Tracking skills development and self-efficacy in a new first-year engineering design course
© American Society for Engineering Education, 2018. This evidence-based practice paper describes the development and implementation of surveys and a focus group to understand the impact of a new first-year engineering design course. With the intent of adding a practical design experience for first-year students, the Engineering Design and Communication course was introduced as a pilot program in the fall of 2017 at Duke University. over the course of a semester, students work in teams to learn and apply the engineering design process to a client-based problem drawn from a community partner. In the course, the students should learn to 1) apply the engineering design process to meet the needs of a client; 2) iteratively prototype a solution using appropriate tools and materials; 3) work collaboratively on a team; and 4) communicate the critical steps in the design process in written, oral, and visual formats. The course was created following many best practices in first-year engineering education. This paper focuses specifically on how the course contributes to students' confidence about themselves as engineers, students' understanding of the engineering design process, and students' progress in technical skills. The paper also assesses students' satisfaction with the course. This information is designed to help leaders in the engineering school comprehend the specific impact of the first-year design course, in addition to laying the foundation for a long-term retention study. There are two parts of this study: online surveys and a focus group. The participants for the surveys included subsets of the 48 freshmen students in the course. To conduct this data collection, three surveys were administered to generate paired data used to investigate trends over time. To generate qualitative data and gain insight into what might be underlying the results of the surveys, a focus group session was conducted. Statistical analyses, including two-sample t-tests, paired t-tests, and chi-squared tests, were conducted with the survey data to determine significance of changes over time. Qualitative data from the open-ended questions was evaluated by frequency of response. Major findings from this study include: students definitively progressed in crafting, CAD, and rapid prototyping over the course of the semester; participants' confidence in each step of the engineering design process increased; and the course was successful in providing students with real-world experiences that positively contributed to their engineering self-efficacy.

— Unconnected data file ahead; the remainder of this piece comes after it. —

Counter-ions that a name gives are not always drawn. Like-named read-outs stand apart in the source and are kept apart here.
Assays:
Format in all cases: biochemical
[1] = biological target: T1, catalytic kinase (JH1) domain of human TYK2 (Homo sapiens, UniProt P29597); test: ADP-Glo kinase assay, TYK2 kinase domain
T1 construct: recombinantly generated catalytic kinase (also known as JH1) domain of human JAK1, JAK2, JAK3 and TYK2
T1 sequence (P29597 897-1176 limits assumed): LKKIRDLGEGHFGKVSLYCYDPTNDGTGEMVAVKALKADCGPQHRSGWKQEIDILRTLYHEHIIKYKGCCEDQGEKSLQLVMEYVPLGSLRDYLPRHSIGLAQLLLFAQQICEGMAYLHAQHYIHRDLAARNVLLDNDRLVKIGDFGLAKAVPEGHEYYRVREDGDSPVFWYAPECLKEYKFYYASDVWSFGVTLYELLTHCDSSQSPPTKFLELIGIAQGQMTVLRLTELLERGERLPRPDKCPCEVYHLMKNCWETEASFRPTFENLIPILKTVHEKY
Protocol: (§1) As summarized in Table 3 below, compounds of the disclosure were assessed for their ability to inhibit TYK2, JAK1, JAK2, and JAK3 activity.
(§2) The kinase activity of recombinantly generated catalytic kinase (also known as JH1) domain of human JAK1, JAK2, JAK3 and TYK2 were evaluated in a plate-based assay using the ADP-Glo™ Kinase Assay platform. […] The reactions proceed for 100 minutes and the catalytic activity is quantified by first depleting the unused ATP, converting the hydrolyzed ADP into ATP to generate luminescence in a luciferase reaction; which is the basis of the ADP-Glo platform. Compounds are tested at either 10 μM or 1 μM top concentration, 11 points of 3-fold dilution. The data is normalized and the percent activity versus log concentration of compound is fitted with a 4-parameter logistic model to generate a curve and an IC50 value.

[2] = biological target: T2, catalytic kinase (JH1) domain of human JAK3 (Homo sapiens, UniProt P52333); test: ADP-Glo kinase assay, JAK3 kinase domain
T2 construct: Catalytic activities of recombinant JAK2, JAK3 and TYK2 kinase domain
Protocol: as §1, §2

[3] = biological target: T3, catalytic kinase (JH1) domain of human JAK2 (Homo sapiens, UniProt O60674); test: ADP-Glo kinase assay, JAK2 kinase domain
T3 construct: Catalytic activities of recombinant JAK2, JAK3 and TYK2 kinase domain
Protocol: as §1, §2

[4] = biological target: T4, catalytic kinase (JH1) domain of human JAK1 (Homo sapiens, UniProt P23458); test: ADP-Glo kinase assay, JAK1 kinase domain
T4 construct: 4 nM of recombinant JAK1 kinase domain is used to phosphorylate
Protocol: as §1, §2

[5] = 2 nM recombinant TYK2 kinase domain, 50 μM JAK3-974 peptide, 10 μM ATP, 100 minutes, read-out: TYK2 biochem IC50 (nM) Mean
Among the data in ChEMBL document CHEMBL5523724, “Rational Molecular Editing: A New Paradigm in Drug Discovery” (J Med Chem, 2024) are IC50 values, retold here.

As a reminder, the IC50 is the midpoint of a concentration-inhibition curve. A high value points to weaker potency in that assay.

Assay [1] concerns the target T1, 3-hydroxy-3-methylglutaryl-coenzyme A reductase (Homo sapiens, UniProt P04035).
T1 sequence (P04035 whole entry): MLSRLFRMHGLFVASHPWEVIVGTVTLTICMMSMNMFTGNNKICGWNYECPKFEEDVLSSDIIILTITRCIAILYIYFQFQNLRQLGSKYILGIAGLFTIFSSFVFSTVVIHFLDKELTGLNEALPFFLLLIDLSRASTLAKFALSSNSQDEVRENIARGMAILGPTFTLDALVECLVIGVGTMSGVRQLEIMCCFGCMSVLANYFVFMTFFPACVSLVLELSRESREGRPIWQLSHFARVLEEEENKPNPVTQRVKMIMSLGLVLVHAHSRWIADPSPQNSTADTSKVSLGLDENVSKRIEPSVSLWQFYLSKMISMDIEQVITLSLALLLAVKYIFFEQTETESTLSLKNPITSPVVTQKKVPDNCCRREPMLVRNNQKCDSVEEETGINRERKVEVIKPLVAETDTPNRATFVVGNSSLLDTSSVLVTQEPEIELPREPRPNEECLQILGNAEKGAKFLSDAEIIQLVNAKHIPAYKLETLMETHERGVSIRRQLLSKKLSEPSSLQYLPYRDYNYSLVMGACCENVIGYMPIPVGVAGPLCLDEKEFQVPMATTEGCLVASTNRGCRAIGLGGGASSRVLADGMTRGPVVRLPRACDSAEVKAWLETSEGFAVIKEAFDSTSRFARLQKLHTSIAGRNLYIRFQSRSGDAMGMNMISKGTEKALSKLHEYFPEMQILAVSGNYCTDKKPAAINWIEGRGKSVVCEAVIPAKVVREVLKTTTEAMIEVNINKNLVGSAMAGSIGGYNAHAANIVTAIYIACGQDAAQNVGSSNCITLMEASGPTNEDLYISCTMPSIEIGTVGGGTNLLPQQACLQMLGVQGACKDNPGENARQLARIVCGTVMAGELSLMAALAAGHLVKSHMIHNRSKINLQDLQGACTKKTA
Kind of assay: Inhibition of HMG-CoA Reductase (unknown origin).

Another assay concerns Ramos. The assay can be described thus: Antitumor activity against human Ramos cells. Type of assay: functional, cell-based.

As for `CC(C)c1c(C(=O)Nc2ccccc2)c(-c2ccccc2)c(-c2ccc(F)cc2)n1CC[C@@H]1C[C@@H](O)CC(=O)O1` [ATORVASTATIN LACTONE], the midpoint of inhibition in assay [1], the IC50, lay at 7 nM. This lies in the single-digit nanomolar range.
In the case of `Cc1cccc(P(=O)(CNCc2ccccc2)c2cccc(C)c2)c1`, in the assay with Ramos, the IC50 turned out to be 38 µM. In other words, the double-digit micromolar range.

Daniels, J; Sanlillan, ST; Saterbak, A
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